A Toronto landmark.
I have probably been by the Paddock Tavern a hundred times. My former brother-in-law used to live across the street, it’s just south of Queen Street West, and just north of Factory Theatre, however, I have never gone in before. I haven’t been in because it looks a little uninviting as you can’t see in. Is it open? Is it full? My better half and I finally went in as we were on our way to a football (soccer) game at BMO Field (Canada won over Cuba, 3-0) and needed nourishment.
The Paddock Tavern is a rather small venue, with a huge bar. It’s been around so long (1946) that its then-modern look is now fashionably retro. Unfortunately, its age shows in other ways with blown light bulbs and torn seat cushions, which looks like the present owner/manager doesn’t care. However, that did not seem to deter the regulars. When I arrived the bartender was talking to a fellow at the bar and when a group arrived, they seemed to know where to go and what to do.
Note, the Paddock Tavern doesn’t serve tea or coffee, the pub doesn’t open until four, the kitchen doesn’t open until six, it’s closed on Sundays and Mondays, but on the plus side, it’s apparently haunted.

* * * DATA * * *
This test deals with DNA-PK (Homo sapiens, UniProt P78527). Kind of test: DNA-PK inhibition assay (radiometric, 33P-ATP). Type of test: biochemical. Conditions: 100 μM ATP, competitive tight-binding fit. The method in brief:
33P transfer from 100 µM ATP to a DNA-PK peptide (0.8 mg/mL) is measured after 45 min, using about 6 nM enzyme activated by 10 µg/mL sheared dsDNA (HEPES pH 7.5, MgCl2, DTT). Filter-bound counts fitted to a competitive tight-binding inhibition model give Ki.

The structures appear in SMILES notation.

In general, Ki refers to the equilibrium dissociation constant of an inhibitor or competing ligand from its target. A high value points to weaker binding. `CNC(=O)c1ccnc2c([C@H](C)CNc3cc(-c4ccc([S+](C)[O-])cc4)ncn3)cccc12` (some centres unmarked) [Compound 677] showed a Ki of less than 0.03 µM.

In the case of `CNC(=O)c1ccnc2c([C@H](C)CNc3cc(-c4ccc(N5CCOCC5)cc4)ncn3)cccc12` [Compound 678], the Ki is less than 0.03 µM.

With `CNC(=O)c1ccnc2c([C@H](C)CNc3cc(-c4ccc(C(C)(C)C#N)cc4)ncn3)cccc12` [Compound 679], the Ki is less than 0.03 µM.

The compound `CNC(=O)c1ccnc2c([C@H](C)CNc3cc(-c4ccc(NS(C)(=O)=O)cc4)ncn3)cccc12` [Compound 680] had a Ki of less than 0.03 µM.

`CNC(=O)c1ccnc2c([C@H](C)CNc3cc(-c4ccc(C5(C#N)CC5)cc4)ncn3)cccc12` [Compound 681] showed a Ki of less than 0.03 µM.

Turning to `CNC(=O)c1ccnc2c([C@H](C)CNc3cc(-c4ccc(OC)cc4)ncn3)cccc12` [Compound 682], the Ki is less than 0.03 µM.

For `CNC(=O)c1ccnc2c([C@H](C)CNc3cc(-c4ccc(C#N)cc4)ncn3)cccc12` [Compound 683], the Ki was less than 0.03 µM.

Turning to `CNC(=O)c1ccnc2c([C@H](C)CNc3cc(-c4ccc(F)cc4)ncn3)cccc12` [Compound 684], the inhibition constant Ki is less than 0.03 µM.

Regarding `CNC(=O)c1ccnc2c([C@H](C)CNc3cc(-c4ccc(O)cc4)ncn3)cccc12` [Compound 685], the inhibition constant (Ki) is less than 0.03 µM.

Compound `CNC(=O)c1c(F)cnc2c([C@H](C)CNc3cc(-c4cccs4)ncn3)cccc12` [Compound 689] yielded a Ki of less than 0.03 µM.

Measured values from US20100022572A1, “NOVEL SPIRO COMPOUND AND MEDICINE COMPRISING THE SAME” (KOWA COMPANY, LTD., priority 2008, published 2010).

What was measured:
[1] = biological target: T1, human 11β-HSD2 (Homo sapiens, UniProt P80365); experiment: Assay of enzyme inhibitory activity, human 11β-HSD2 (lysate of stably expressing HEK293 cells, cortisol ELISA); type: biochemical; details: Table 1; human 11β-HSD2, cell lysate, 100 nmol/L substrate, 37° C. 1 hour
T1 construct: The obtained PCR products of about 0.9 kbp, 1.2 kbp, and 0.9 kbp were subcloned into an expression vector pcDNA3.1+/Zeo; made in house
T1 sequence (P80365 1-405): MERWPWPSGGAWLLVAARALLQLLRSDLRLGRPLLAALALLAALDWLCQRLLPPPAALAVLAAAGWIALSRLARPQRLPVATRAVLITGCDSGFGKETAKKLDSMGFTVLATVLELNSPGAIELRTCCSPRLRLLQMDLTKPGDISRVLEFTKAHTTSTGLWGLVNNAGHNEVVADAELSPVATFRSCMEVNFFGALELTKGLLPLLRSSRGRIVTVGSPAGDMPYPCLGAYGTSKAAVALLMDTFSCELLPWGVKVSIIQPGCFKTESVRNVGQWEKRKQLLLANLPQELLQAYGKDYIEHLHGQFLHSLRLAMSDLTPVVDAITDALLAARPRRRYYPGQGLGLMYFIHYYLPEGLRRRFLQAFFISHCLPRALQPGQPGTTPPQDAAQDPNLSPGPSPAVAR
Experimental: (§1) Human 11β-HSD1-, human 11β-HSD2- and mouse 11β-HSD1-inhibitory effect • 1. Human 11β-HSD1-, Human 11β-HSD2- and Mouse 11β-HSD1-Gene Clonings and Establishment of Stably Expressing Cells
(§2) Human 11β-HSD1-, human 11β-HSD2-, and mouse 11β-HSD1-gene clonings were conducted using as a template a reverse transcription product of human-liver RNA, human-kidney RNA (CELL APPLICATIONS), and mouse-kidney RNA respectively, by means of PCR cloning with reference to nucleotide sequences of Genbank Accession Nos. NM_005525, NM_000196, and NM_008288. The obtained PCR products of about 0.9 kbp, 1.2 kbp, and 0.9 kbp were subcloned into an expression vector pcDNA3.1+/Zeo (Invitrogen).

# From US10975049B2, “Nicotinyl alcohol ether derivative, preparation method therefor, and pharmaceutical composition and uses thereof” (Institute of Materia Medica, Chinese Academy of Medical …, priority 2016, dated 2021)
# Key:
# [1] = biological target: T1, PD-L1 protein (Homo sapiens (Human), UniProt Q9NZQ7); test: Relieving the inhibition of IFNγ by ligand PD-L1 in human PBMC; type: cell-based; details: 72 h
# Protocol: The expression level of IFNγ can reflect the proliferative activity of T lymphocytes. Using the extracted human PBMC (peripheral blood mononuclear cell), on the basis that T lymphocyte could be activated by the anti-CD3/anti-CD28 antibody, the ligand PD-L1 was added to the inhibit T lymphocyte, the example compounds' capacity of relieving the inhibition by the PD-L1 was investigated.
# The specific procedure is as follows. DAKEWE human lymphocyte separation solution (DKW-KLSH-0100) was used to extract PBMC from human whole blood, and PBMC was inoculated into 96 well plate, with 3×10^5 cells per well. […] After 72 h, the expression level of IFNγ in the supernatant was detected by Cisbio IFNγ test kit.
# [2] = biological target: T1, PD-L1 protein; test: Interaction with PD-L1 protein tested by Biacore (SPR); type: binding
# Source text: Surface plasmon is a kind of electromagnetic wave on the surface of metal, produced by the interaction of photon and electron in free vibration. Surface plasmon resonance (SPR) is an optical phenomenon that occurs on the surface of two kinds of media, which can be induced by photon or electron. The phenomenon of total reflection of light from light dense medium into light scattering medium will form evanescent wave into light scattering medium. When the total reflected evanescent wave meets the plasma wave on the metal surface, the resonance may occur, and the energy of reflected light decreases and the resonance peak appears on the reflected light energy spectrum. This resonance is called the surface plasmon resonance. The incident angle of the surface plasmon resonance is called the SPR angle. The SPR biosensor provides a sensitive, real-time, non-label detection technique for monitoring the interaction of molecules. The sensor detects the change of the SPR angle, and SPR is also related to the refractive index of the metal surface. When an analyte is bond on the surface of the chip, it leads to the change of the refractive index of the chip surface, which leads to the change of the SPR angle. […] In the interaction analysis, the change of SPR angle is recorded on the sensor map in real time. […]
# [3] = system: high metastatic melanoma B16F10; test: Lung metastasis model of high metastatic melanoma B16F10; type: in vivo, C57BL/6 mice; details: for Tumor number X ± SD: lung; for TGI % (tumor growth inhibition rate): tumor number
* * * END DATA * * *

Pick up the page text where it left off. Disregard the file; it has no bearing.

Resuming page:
Number of visits by yours truly: my first on a Friday evening in October 2012
TTC information: a 12-minute ride south from Bathurst Station or a 12-minute ride from Osgoode Station
Booze selection: eight beers, including Thornbury cider, a number of whiskys/wines (no Pimm’s) (according to the expert, the taps need to be cleaned)
Food selection: basic, but all the bases covered, except for those who are fussy
Service staff: very attentive, when I arrived the kitchen was closed, but I was able to get my meal very quickly once it did open
Prices: lots of food for the money, my better half couldn’t finish his meal (I did it for him)
Toilets: could be cleaner, but not that bad
Wheelchair accessible: no
Televisions: three, two off and one showing an old black-and-white movie with the mute button engaged
Live music: might start in November on Tuesday nights
Piped-in music: alternative country pop music, I think
Rating: four pints (out of five)